Race in America - legal imbalance
So I have recently discussed race in America, specifically the inequality of law enforcement and punishment (at Black Entertainment USA and here). Sean Bell, Wesley Snipes, Megan Williams, the Jena 6 and others are but a tip of the iceberg of failure in some aspect of the legal system. From the failure to prosecute, failure to convict, the rush to presume and proclaim guilt, and the retroactively excessive and (in my opinion) abusive sentencing there is nothing that is balanced about Justice in America.
Now add to that a case I have read about today. By the way, if you are African American and live in Texas, especially Dallas, don’t ever get arrested. Because there is a real chance you will get convicted and in the worst case you will be sentenced to death. Such is the case of James Lee Woodard.
James Lee Woodard is an innocent man, wrongly convicted of murder in 1981. It has taken 27 years and the efforts of the Innocence Project to provide him a DNA test proving his innocence. And if you wonder why he had to wait for them, it’s because the legal system willfully ignored him. Mr. Woodard filed 6 writs with appeals courts and 2 requests for the DNA tests (that would eventually free him). Instead of considering his pleas he was labeled a writ abuser and ignored.
Imagine that. You are innocent, and your request to be proven so is brushed off as annoying chatter.
There was a study by the Justice Department (A Broken System: Error Rates in Capital Cases, 1973-1995) that stated in 22 years there was no proof of a wrongly executed person. Yet 500 were executed in that time frame. Mr. Woodard was convicted in that timeframe. So if he was never given a DNA test, and executed the DOJ would have still claimed no error. Thus the question must be asked, how many have been denied a DNA test and executed wrongly?
Why is the DNA so important? Why is this such an abomination of justice? Because Mr. Woodard was convicted by 2 witnesses – of which one recanted their testimony in court documents and the other is stated as being completely unreliable (now). And Mr. Woodard is not alone.
In Texas 31 people have been found innocent by DNA testing. 18 were convicted in Dallas alone. Both of these are national highs. How many have not been heard because they have claimed their innocence too much? Because the ears of the Justice system close quickly. Especially when the fact is that Blacks, nationwide, are more likely to be convicted of a violent crime than any other racial group in the nation.
In a culture that is rife with cases where African American males are repeatedly targeted for senseless murders by law enforcement officers, and the legal system is prone to handing out the harshest penalties, can we afford to have closed ears? How often do we hear of Black men, convicted by eyewitnesses that are wrong or knowingly guessing and legal procedures that are unbalanced, being released after decades of incarceration?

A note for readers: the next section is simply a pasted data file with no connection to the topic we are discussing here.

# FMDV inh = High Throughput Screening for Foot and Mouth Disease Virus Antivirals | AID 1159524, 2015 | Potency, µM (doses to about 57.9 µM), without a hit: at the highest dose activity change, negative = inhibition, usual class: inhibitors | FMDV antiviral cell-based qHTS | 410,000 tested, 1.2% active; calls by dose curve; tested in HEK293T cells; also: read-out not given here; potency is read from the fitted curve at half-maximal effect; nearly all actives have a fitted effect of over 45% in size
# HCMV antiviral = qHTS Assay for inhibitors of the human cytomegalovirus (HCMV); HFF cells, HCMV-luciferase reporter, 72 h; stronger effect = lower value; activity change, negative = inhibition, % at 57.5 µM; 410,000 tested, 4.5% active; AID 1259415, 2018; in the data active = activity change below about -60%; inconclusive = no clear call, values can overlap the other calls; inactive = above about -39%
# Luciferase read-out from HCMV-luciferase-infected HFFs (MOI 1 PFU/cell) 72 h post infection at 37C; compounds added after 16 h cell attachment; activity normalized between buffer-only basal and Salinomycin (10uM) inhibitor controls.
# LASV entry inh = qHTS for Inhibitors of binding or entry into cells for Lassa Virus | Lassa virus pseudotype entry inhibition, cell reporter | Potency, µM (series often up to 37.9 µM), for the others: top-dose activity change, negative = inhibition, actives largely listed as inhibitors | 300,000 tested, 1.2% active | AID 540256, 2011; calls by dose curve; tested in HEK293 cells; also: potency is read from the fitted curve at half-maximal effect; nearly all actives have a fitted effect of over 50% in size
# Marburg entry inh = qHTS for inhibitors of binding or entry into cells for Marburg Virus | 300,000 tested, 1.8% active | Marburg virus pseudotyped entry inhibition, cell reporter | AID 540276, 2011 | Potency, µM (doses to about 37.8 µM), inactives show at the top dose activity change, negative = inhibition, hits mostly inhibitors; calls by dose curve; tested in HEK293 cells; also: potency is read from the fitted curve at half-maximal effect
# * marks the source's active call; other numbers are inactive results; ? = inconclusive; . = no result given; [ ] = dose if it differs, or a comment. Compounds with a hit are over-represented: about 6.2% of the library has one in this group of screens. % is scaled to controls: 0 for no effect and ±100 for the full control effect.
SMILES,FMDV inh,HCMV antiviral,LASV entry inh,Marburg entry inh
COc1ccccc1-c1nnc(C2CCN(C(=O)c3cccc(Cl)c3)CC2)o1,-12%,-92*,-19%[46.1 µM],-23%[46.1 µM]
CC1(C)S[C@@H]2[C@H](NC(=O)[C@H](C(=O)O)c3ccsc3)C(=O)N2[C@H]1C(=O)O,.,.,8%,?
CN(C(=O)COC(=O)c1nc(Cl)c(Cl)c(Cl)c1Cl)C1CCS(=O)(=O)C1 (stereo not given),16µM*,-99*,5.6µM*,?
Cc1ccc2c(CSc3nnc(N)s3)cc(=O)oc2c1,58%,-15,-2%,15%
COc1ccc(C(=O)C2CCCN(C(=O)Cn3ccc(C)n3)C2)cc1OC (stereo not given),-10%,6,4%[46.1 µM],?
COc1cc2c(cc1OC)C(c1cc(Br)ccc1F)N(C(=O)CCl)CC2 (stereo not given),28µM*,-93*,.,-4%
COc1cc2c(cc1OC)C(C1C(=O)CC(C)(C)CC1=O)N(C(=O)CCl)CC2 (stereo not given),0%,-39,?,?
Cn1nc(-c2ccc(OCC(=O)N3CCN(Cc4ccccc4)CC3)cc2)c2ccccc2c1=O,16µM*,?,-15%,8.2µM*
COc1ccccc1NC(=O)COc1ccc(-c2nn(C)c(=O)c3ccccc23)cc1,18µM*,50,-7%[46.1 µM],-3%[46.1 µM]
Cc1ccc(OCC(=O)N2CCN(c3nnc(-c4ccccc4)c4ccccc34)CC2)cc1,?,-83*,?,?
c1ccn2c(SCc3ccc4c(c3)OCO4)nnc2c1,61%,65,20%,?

What about cases like Genarlow Wilson, a young Black youth convicted to 10 years in a case that even the most jaded would call overly excessive. What about Wesley Snipes who was given the harshest possible sentence to make up for the fact the Government failed to get a conviction on felony charges – that a jury of his peers found him innocent of. What about a judge penalizing witnesses for the prosecution for their dress code and attitude by absolving the defendants of guilt without the benefit of a jury or the defendants testifying (the Sean Bell case).
Like politics today, where issues are abandoned in pursuit of the character of individuals not up for election, where is the justice?
America has issues. Many want to hide their heads in the sand or stick fingers in their ears rather than deal with the uncomfortable truth. America is as biased and racist as it was in 1950 or 1860. We just dress it up better.
So what can we do? What is possible for the public? Everything.
Write to your Congressional representative and Senator. Have your friends and family, your schools and classmates, your job and co-workers write. Post up blogs, and speak at community events. Be involved in your community and vocal at public discussions. Write a blog or make a website. Act.
Because if you are waiting for someone to act on your behalf you may wind up like the person in a joke I once heard:
“There is this guy in his house. He hears on TV that a flood is coming and he should evacuate. He prays to God to save him and goes about his day at home. The flood waters start to reach his house when a police officer drives up and tries to get him to leave with him. The man refuses saying – I’m a good man. I pray to God and have strong faith. God will save me.
The waters continue to rise and fill the 1st floor of his 2 story house. A man in a row boat comes up and begs the man to get in. He refuses again saying – I follow my faith. I love God, and pray often. I have faith, God will save me.
The floodwaters rise further and the man is forced to his roof. A helicopter comes by and pleads with the man to grab a ladder and fly off with them. Adamant the man stays shouting – I prayed to God and he will save me! I have faith!
The man dies from drowning in the flood. In heaven he sees God. He asks God why he didn’t save him.
God says, “You are a good man. You have strong faith and lived well. I heard your prayers. So I sent you a cop in a car, a guy in a rowboat, and a helicopter. What more did you want me to do?”